Desmidieae, minute algae, or protophytes, which grow in fresh water, and whose forms present singularly beautiful appearances under the microscope. For a long time claimed both as animals and plants, they seem to stand on the limits of either kingdom. The controversy as to their true place has enlisted a great number of observers, who have submitted every fact to the most rigorous examination. Ehren-berg claimed them as animalcules; Dalrymple gave extended observations upon a single genus (closterium), which appeared to him to indicate animality; and Prof. Bailey and C. Eckhard arrive at the same conclusion. The latter derives his argument for their being animals partly from their motion, partly from their organization. Ehrenberg has not only given systematic descriptions of these questionable animals or plants, but his own observations, coupled with those of his predecessors, upon the nature of these bodies, will be found copiously detailed by him. It is, however, apparent that all the facts known upon the subject are interpreted as if these creations were undoubtedly animals, while the same facts would bear a very different signification if we proceeded upon the supposition that they are plants.
Meyen contended for the vegetable character of the desmidieae, and was the first to detect starch in the cells; and the accuracy of his remarks was fully confirmed by Ralfs, Jenner, and other recent algologists. It is said that no starch is to be detected in the young cell, while upon the growth of the sporangium, or spore capsule, it appears and increases rapidly, as in the seeds of the higher plants, in which it generally abounds. Of all the circumstances which indicate the vegetable nature of the desmidieae, this is the most important, since it can be so easily submitted to experiment. In certain cavities in closterium Dalrymple noticed a peculiar motion of molecules on which he laid some stress. This motion has been termed swarming, on account of the commotion which arises within the cell; as the disturbance increases, the cell opens, when the molecules, or rather germinative cells, dart about in every direction, until at length they settle down into repose. The presence and functions of these cells in plants of entirely differing families and groups, render their occurrence in those under consideration no evidence of their being animals.
The desmidieae resist decomposition, exhale oxygen on exposure to the sun, preserve the purity of the water containing them, and when burned do not emit the peculiar odor usually so characteristic of animal combustion. Berkeley, in his "Introduction to Cryptoga-mic Botany," remarks that if in some points there be anomalies, as in closterium, their whole history is so evidently vegetable, their mode of increase, growth, etc, that if we refuse them the title of vegetables, we may as well dispute that of the whole tribe of protophytes. The fact that under the influence of light they give out oxygen, added to the other characteristics, is quite convincing. - Considering the desmidieae as vegetable productions, we find them peculiar for their beauty, variety of forms, and external markings and appendages. They are mostly of an herbaceous green color, and contain a green internal matter. The frond divides into two valves or segments, by a sort of voluntary action; a mode of growth in the bisection of cells that Meyen and others have proved to be frequent if not universal in the more simple algae. In the desmidieae the multiplication of the cells by repeated division is full of interest.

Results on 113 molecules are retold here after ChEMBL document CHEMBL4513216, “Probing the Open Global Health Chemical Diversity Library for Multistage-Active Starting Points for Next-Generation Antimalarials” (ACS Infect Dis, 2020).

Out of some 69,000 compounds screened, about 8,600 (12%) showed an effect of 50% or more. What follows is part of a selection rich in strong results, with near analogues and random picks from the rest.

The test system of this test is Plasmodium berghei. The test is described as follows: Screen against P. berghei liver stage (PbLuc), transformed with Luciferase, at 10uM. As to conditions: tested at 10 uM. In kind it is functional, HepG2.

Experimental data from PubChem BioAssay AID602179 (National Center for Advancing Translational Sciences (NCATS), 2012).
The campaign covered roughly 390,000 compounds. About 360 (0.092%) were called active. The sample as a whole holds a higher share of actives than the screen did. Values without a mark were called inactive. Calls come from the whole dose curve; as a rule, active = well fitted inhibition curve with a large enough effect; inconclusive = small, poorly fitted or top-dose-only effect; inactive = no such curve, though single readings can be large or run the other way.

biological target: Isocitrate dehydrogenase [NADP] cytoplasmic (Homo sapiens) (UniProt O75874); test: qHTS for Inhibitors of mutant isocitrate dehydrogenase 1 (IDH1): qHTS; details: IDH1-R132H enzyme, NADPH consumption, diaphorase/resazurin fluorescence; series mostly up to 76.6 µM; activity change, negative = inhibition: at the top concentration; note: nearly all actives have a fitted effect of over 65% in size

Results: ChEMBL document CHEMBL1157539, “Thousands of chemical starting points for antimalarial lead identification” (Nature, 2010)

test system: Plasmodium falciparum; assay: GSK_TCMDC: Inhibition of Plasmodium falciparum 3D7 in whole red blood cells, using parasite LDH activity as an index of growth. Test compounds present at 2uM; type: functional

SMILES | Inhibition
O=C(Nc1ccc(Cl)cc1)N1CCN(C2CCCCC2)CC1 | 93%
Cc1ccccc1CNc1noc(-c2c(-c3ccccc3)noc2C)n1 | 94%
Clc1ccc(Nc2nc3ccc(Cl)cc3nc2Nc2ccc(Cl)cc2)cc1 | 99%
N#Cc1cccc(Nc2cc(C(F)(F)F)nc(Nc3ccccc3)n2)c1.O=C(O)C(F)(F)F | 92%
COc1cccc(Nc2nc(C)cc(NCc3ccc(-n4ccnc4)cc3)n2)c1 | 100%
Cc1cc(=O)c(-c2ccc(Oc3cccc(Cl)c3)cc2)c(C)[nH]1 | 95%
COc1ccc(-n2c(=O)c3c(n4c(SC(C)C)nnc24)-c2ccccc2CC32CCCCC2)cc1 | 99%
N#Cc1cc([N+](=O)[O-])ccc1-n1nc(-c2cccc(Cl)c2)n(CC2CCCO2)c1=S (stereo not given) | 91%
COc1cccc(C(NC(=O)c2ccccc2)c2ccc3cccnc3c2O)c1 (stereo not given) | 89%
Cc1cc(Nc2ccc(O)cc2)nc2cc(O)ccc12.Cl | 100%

The compressed and deeply constricted cells of euastrum offer most favorable opportunities for ascertaining the manner of this division; for although the frond is really a single cell, yet this cell in all its stages appears like two, the segments being always distinct. As the connecting portion is so small, and necessarily produces the new segments, which cannot arise from a broader base than its opening, these are at first very minute, though they rapidly increase in size. The segments are separated by the elongation of the connecting tube, which is converted into two roundish hyaline lobules. These lobules increase in size, acquire color, and gradually put on the appearance of the older portions. Of course, as they increase, the original segments are pushed further asunder, and at length are disconnected, each taking with it a new segment to supply the place of that from which it has separated. All the desmidieae are gelatinous. In some the mucus is condensed into a distinct and well defined hyaline sheath or covering; in others it is more attenuated, and the fact that it forms a covering is discerned only from its preventing the contact of the colored cells.